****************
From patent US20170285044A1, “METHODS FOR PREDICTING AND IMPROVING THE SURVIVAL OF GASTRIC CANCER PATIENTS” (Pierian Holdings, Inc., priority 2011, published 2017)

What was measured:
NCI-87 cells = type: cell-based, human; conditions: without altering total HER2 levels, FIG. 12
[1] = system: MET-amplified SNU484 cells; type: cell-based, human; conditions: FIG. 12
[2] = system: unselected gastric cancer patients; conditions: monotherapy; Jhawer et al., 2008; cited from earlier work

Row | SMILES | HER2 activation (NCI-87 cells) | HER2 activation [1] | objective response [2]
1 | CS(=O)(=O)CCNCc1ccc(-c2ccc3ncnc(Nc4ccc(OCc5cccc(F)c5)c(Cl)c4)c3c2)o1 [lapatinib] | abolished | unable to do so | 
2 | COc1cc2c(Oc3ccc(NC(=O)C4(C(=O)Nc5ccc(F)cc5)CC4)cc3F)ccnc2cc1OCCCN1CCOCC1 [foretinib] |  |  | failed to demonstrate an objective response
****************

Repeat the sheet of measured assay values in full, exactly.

From patent US20170285044A1, “METHODS FOR PREDICTING AND IMPROVING THE SURVIVAL OF GASTRIC CANCER PATIENTS” (Pierian Holdings, Inc., priority 2011, published 2017)

What was measured:
NCI-87 cells = type: cell-based, human; conditions: without altering total HER2 levels, FIG. 12
[1] = system: MET-amplified SNU484 cells; type: cell-based, human; conditions: FIG. 12
[2] = system: unselected gastric cancer patients; conditions: monotherapy; Jhawer et al., 2008; cited from earlier work

Row | SMILES | HER2 activation (NCI-87 cells) | HER2 activation [1] | objective response [2]
1 | CS(=O)(=O)CCNCc1ccc(-c2ccc3ncnc(Nc4ccc(OCc5cccc(F)c5)c(Cl)c4)c3c2)o1 [lapatinib] | abolished | unable to do so | 
2 | COc1cc2c(Oc3ccc(NC(=O)C4(C(=O)Nc5ccc(F)cc5)CC4)cc3F)ccnc2cc1OCCCN1CCOCC1 [foretinib] |  |  | failed to demonstrate an objective response